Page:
Saturday, January 10, 2015

This is Home, Part 44 - Daddy stands by a friend, Uncle Doc

This is part 44 of my mother's book about her life, written in 2004.

Daddy stands by a friend

Daddy was a Mason at one time. Mom told me about it.

Albert Hooper was nominated for membership and was rejected. Daddy quit because he was being loyal to Albert. He said something like if Albert wasn't good enough to be a Mason, then the Masons weren't good enough for him. I think Mom said that some of them tried to change his mind.

Uncle Doc

Uncle Doc belonged to the Masons. He received his 50 year pin when he was older. I read somewhere that he belonged to the Shriners, but I don't know anything about the truth of that.

He had a more active social life than Daddy. Of course, he was single.

He used to go up to Maudie and Irvin Williams' house at night sometimes and play cards with them and talk.

Every now and then, he would also stay a few days with Albert Hooper and Zack and talk. I had the impression that Albert's farm was pretty isolated.

I think he also went to see Roscoe and Dora Mae. Mom told me that one time Roscoe was about to lose his farm and everything. It must have been around the Depression. Anyway, he asked Uncle Doc for help. Roscoe must have given someone a note, because if his things had been mortgaged, it wouldn't have helped. Everything was transferred to Uncle Doc's name. Knowing Uncle Doc, he had a lawyer do it. He always wanted everything legal.

After Roscoe paid back his debt, Uncle Doc transferred everything back to him.

I used to have different men telling me that they had gone to school to Uncle Doc. They all laughed and said he made the same speech each year at the start of school. It was something on the order of this: "I'm going to be your teacher this year. We have a great deal of work ahead of us. I'm going to help you all I can. We are going to get along just fine and you are going to do what I tell you. If you don't, I'm going to whip you."

I asked him one time if he really said that and why.

He said that he did say it. He said in those days, parents kept their children home to help with the farming. He said there were 16-year-old boys still in grade school and they were much taller and heavier than he was. He wanted them to respect him and, I think, be a little afraid of him. He said after the speech he never had any trouble with them.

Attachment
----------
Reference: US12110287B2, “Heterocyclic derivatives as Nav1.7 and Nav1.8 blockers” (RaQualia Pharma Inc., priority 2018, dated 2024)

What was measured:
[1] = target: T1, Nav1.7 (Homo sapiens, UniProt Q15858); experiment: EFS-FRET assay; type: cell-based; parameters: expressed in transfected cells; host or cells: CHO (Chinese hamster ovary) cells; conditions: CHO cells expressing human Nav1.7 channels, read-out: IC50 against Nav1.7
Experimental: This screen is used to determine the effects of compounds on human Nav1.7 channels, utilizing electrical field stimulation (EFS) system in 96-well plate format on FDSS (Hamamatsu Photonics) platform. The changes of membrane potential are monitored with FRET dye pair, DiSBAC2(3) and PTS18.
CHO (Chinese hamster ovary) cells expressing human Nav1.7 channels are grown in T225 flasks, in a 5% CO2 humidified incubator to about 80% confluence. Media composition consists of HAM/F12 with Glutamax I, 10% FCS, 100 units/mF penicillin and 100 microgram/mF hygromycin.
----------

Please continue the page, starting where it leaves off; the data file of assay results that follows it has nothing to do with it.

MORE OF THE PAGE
I think Roscoe was one of his pupils. I seem to remember that he talked about Uncle Doc's speech.

Uncle Doc had a more serious and quiet personality than Daddy did.

I don't know how I would have gotten through grade school without him. He helped me with my lessons. I really had trouble with my arithmetic, especially with questions like this: Jack left home at 9 a.m. and drove 50 miles at 35 miles per hour, stayed three hours, then drove back home at 45 miles per hour. What time was it when Jack got home?

I hated that kind of question.

Uncle Doc helped me memorize things I had to memorize, like poetry. He listened to my spelling. Night after night, he sat at the kitchen table and helped me.

One time he was in the hospital for a week or two. Each night Daddy put his reading glasses on and sat down in his rocking chair in the living room by the lamp on the sideboard that Sharon has and helped me.

When Uncle Doc finally got out of someone's car out front, thanked the man for bringing him and started walking towards the house, Daddy breathed a very audible sigh of relief. Then he closed the book and we all went to meet Uncle Doc when he came in.

There was snow on the ground and Uncle Doc had on his heavy overcoat.

Uncle Doc was still helping me in high school. One year -- senior year maybe -- I took bookkeeping. They had us adding long columns of figures in our heads. I couldn't get the same answer twice, so Uncle Doc added them in his head. He didn't have any trouble.

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